The results stated above show that Surfactants B and C at 250 ppm have good first procedure viscosities but are not so good in stability. At 500 ppm, B and C showed improved stability. Products A, B, and C, as compared to other surfactants tested in other work, give good overall results.

The combination of Surfactants B and D at 250 ppm each give excellent results.

Thus, having described the invention in detail, it will be understood by those skilled in the art that certain variations and modifications may be made without departing from the spirit and scope of the invention as defined herein and in the appended claims:

Patent Citations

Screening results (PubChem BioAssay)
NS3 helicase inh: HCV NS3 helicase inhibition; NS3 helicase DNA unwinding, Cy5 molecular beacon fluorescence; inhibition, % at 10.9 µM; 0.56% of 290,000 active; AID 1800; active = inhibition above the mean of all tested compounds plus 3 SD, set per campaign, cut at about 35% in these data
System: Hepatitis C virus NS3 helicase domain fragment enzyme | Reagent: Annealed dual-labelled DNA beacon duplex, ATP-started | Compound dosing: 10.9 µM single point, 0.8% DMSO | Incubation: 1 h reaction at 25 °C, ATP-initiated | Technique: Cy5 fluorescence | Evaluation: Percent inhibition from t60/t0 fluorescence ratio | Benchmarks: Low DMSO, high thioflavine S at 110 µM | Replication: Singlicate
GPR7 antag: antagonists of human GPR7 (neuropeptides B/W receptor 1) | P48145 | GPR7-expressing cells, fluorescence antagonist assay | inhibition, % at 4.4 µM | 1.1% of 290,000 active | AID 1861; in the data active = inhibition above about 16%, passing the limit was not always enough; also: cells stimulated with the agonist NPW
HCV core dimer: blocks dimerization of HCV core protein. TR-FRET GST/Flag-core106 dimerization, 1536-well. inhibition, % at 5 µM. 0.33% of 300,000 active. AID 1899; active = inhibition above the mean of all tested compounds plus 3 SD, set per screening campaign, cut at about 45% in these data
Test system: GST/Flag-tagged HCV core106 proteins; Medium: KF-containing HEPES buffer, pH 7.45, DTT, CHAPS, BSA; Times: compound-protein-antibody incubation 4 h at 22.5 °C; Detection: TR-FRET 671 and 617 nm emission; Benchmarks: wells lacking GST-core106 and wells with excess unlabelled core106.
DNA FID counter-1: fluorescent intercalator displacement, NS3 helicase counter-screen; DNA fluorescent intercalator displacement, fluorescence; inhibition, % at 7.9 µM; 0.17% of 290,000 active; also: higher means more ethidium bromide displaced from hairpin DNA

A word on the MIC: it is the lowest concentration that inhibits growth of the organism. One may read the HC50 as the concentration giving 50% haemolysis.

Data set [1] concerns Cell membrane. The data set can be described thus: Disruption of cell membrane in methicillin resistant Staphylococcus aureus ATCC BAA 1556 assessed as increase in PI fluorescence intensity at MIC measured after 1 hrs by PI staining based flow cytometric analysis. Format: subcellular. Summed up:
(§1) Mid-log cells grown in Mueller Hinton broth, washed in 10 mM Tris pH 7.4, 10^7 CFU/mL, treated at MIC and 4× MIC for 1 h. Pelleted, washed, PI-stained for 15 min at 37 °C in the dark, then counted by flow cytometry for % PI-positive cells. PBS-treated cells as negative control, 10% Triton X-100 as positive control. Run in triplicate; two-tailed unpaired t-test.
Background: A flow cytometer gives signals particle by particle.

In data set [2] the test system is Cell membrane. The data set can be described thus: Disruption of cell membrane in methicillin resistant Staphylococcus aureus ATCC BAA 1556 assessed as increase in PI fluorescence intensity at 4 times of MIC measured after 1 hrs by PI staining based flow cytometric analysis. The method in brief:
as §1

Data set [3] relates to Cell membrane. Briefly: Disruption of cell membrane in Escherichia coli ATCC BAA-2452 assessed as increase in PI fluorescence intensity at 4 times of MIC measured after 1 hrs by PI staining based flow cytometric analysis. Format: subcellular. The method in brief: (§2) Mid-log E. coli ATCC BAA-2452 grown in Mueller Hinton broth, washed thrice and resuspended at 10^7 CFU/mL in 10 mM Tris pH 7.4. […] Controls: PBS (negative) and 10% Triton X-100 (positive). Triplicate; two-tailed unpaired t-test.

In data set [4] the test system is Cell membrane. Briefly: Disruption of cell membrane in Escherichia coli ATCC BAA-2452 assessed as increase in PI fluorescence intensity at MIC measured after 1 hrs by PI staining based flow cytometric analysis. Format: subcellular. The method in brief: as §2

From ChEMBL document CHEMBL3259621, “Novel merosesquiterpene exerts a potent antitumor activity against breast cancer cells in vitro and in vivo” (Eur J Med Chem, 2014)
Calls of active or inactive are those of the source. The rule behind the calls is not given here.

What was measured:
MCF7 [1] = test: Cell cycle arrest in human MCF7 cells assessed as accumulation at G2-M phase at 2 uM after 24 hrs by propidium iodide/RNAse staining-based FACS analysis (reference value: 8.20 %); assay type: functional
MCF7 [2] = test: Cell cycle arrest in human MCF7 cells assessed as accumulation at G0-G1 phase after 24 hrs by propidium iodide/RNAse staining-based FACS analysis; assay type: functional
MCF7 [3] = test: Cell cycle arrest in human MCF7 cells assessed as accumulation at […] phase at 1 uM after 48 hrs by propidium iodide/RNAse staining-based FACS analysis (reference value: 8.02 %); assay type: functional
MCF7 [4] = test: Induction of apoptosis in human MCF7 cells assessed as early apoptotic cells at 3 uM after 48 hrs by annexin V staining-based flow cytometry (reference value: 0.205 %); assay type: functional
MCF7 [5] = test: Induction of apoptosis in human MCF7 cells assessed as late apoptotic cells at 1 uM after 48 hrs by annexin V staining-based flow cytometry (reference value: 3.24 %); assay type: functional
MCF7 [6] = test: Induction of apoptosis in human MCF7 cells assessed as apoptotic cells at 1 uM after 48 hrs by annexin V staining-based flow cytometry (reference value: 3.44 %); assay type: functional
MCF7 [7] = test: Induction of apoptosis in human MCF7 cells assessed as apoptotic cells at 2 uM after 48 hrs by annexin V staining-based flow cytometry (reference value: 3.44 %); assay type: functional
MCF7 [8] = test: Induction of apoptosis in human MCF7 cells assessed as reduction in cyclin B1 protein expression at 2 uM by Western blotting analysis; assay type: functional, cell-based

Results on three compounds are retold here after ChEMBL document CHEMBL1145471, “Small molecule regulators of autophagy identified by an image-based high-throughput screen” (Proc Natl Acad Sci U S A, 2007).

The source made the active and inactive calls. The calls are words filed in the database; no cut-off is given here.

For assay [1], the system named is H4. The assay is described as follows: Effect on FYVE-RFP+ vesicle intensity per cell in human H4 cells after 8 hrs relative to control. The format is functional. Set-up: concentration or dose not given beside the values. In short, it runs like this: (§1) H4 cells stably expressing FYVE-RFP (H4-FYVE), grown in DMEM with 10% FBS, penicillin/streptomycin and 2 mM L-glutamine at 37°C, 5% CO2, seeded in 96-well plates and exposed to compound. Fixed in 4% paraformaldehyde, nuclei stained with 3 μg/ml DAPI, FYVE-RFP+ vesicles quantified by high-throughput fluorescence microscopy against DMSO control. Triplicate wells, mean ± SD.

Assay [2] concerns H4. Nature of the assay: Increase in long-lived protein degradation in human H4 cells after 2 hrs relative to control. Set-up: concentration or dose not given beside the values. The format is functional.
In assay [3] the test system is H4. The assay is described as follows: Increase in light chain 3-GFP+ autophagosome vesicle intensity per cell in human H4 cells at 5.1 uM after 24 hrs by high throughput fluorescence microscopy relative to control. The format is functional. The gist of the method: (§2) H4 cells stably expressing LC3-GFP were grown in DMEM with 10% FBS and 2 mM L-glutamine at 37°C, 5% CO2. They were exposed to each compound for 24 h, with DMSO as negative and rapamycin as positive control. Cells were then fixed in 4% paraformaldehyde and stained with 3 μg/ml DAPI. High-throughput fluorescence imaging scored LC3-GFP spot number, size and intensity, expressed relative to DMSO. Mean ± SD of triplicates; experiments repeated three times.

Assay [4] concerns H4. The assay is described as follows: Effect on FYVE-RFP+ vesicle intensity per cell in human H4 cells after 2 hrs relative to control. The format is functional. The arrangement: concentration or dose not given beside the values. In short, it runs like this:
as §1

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Referenced by
Citing PatentFiling datePublication dateApplicantTitle
US4333488 *Sep 8, 1980Jun 8, 1982Conoco Inc.Method of transporting viscous hydrocarbons
US4618348 *Nov 2, 1983Oct 21, 1986Petroleum Fermentations N.V.Combustion of viscous hydrocarbons
US4666457 *Oct 15, 1985May 19, 1987Petroleum Fermentations N.V.Method for reducing emissions utilizing pre-atomized fuels
US4684372 *Sep 24, 1984Aug 4, 1987Petroleum Fermentations N.V.Combustion of viscous hydrocarbons
US4736764 *Sep 27, 1985Apr 12, 1988Huels AktiengesellschaftProcess for transportation of viscous crude oils
US4757833 *May 8, 1987Jul 19, 1988Pfizer Inc.Method for improving production of viscous crude oil
US4770199 *Mar 5, 1987Sep 13, 1988Huels AktiengesellschaftProcess for transporting heavy oils
US4781207 *Mar 20, 1987Nov 1, 1988Huels AktiengesellschaftProcess for the transportation of viscous oils
US4793826 *Sep 27, 1985Dec 27, 1988Petroleum Fermentations N.V.Bioemulsifier-stabilized hydrocarbosols
US4821757 *Jun 23, 1987Apr 18, 1989Petroleum Fermentations N. V.Bioemulsifier stabilized hydrocarbosols